426-Foot Asteroid To Make Close Approach To Earth On Sunday

KEY POINTS

  • A 426-foot asteroid as big as the Great Pyramid of Giza will pass by Sunday
  • The NEA is identified as 2020QD5
  • The NEA will make its flyby about 4 million kilometers (2.5 million miles) from the planet

NASA’s asteroid tracking system has detected a Near-Earth Asteroid moving toward the planet, and it’s as large as The Great Pyramid of Giza in Egypt.

NASA’s Center for Near-Earth Object Studies (CNEOS) has reported a 426-foot asteroid heading toward Earth on Sunday. The said asteroid, identified as 2020QD5, is unlike most of the NEAs that have been making their flyby past the planet this month.

According to CNEOS’ Close Approach Data Table, 2020QD5 will be towering most of the NEAs with its diameter of 426 ft (130 m). An asteroid as big as 2020QD5 is about as big as the Great Pyramid of Giza in Egypt, the largest of the three royal tombs built for pharaohs in the ancient world, which currently stands at around 450 ft. For those residing in New York, the NEA is about one-and-two-fifths times as tall as the Statue of Liberty. The statue stands at 305.10 feet, including the pedestal which it stands on.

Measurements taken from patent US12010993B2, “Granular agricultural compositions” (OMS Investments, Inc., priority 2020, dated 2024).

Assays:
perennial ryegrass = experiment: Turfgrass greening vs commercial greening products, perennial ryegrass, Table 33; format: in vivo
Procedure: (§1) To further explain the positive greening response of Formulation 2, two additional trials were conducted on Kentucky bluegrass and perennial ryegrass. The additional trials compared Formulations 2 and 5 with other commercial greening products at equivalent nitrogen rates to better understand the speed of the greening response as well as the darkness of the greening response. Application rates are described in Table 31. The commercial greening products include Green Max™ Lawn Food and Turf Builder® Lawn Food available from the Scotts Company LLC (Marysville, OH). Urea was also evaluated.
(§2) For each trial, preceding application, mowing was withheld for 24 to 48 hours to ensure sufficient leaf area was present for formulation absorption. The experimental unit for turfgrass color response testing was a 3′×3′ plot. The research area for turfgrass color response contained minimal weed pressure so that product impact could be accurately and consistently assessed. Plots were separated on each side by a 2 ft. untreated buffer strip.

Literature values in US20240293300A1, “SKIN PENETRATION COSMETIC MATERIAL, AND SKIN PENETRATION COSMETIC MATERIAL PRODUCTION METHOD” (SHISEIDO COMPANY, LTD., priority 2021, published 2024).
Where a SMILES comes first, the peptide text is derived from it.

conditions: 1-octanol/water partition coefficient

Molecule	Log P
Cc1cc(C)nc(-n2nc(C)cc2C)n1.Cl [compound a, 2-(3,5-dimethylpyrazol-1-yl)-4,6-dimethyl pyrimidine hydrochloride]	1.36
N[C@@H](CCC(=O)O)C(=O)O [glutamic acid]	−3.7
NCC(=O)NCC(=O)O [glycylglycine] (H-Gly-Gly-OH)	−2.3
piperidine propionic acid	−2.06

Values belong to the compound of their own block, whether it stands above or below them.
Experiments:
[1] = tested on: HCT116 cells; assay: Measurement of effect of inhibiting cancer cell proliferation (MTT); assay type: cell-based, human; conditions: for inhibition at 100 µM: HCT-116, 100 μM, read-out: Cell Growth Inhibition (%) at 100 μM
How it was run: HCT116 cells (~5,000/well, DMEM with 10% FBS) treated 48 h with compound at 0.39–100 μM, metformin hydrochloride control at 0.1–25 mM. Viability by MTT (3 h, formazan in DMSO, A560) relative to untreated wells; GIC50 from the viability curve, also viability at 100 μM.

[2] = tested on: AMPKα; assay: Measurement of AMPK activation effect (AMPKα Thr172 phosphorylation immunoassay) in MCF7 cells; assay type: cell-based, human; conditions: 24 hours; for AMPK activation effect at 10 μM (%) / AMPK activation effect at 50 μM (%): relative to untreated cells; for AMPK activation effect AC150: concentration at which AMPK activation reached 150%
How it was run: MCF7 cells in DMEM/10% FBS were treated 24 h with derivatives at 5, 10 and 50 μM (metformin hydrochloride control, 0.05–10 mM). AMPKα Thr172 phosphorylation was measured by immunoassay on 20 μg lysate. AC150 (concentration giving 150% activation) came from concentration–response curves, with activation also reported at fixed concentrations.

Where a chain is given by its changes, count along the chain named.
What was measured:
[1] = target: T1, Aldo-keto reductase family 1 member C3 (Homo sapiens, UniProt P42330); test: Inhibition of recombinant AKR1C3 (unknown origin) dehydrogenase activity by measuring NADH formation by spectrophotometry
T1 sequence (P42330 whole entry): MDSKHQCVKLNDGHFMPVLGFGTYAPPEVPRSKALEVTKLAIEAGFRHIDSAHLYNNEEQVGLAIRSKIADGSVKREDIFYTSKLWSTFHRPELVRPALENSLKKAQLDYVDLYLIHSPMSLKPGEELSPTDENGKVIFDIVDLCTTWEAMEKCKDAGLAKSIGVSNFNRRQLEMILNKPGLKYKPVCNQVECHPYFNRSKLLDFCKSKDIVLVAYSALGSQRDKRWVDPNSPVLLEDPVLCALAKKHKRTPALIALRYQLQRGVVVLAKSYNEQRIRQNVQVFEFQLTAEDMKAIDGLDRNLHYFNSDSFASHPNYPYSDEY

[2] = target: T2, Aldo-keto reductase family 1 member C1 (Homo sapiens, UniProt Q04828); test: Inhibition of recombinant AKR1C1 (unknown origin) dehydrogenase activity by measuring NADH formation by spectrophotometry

The CNEOS data table also indicated that the said giant is expected to make its way past the planet at 11:13 p.m. EDT, Oct. 25. Flying at a distance of almost 4 million kilometers (2.5 million miles) from the planet’s surface, 2020QD5 will be safely zipping by Sunday evening.

Although 2020QD5 truly is intimidating due to its extensive diameter, the European Space Agency (ESA) has not included the NEA in its Risk List. The agency is closely observing the NEA until it successfully makes its flyby past the home planet on Sunday.

Asteroid Russia developing technologies to blast incoming asteroids. Pictured, an artist’s conception showing how families of asteroids are created. Over the history of our solar system, catastrophic collisions between asteroids located in the belt between Mars and Jupiter have formed families of objects on similar orbits around the sun. Photo: NASA/JPL-Caltech

First observed on Aug. 23 from the Pan-STARRS 1 Haleakala in Hawaii, 2020QD5 is classified as an Apollo asteroid due to its Earth-crossing orbit. Apollo asteroids have orbits that intersect with that of the Earth’s, making close approaches with the planet highly likely.

NASA’s CNEOS performs long-term analyses of possible future orbits of asteroids and is responsible for searching for impact possibilities within the next century. Should there be an impact to happen in the future, CNEOS will be predicting the impact time, location and geometry of the asteroid.

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